Spectacular makeover of historic gates complete, thanks to government funding


Posted on Wednesday, June 15, 2022

TWO significant examples of Leicester’s architectural history have been fully restored with a government grant for expert repair work.

Leicester has received a total of £27,500 in support from the Heritage Stimulus Fund, part of the government’s Culture Recovery Fund administered by Historic England.

Leicester City Council has successfully bid for £20,000 to help restore the Grade II* listed Quenby Hall gates which are currently in the gardens of Newarke Houses Museum.

Alongside this, Leicester Unitarians received £5,000 to help fund repairs to the boundary wall of the city’s historic Great Chapel.

Work on both projects is now complete.

Quenby Hall’s highly decorative wrought iron gates, which date from the early 18th century, have been extensively repaired and restored by specialists at Caliber Conservation, based in the East Midlands.

The work saw parts of the existing ironwork repaired, missing sections reinstated, and shoddy replica decorative details carefully replaced with specially cast, historically accurate replacements.

One of the most striking changes resulting from the restoration is that the doors are now painted a bold Prussian blue, rather than the black finish visitors to Newarke Houses Museum are already familiar with. This is the result of expert paint analysis by the conservation contractors and more accurately reflects how the doors would have originally been painted. Prussian blue pigment was still a relatively new discovery in the early 1700s and was considered prestigious at the time. It is also linked to the colors of the crest of George Ashby – owner of the Quenby Hall estate – which features prominently in the design of the historic gates.

The gates were originally located at Quenby Hall, near Cold Newton and Hungarton, Leicestershire. They were donated to the Leicester Royal Infirmary in 1768, following a redesign of the ward gardens, and remained on the hospital grounds until the Victoria Wing extension was built in 1901. They were then moved to the new Walk Museum in 1902, before being moved to their current home in 1955. Work is underway on a longer term plan which could see the fully restored historic gates returned to the site of the hospital as the centerpiece of a new garden space.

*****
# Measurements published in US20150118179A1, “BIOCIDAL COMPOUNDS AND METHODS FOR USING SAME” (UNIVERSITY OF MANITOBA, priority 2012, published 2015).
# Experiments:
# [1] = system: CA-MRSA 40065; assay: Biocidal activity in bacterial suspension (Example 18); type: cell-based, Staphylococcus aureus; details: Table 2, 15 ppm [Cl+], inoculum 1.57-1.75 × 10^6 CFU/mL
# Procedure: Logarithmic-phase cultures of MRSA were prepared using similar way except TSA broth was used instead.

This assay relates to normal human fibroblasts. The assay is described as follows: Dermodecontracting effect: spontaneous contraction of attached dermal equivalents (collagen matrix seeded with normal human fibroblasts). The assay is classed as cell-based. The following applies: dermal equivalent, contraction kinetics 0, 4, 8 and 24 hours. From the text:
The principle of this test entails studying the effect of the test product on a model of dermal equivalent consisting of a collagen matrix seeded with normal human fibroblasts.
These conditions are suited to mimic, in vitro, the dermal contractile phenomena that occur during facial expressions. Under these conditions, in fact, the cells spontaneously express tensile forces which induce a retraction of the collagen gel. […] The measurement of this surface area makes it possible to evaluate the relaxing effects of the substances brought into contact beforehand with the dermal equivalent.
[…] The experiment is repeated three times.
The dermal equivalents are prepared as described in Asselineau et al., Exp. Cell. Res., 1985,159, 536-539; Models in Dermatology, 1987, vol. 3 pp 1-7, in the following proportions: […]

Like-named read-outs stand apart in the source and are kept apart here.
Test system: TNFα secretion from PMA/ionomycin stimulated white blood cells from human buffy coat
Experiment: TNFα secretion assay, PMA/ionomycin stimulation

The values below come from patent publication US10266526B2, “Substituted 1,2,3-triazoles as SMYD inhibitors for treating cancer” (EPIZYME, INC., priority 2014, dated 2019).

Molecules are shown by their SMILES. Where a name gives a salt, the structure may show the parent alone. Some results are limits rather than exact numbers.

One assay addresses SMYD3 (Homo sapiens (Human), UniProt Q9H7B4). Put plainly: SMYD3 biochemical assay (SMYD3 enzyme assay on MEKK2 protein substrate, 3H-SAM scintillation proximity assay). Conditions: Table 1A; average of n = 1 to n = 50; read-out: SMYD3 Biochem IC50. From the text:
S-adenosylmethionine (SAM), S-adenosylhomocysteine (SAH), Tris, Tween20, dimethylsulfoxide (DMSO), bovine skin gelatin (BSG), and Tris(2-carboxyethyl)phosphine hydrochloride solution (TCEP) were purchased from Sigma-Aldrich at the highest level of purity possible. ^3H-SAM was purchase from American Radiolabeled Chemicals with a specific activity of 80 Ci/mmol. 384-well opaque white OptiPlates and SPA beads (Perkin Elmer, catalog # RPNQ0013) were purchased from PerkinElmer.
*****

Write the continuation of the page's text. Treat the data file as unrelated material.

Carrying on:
Repairs have also been carried out to the historic boundary wall of the Great Meeting Chapel on Butt Close Lane. The Grade II listed 18th century red brick wall has been professionally repaired and repointed with missing bricks carefully replaced. The work was partly funded by another grant from the City Council’s Historic Buildings Grant Scheme. The work is part of a larger ongoing project to restore the Chapel of the Great Reunion, one of the city’s most interesting Georgian sites.

The City’s Deputy Mayor and City Council Heritage Champion, Cllr Adam Clarke, said: “Support from the Culture Recovery Fund has helped to ensure that we can enhance and protect two other significant examples of the rich architectural heritage of the city. I am delighted that both of these fascinating examples have benefited from such a well-researched, sensitive and careful restoration that will help ensure that they can be enjoyed by future generations.

Great Meeting Chapel President Mike Drucquer said, “The restoration of the historic boundary wall has proven to be of great interest to groups and individuals visiting the chapel. She also revealed that the wall is made up of a fascinating mix of materials from different eras which provide a unique insight into Leicester’s history.

Both structures were previously in poor condition and have been included in Leicester’s most recent endangered heritage register. It is expected that restoration will result in their removal from the list. This will bring the total number of historic buildings and structures removed from the local list in the past five years to 33.

The government’s £1.57billion Culture Recovery Fund grants aimed to protect heritage sites and ensure that jobs and access to culture and heritage in local communities were protected during the coronavirus pandemic.

Duncan Wilson, Managing Director of Historic England, said: [DRAFT] “The Culture Recovery Fund has offered a lifeline to kick-start essential repairs and maintenance to many of our most treasured historic sites, so they can begin to recover from the damaging effects of Covid-19. .

“It has helped provide jobs for the skilled artisans who help keep historic places alive and keep the wheels of the heritage sector turning. Our shared heritage is an anchor for all of us in difficult times and this funding has helped ensure that it will continue to be part of our collective future.


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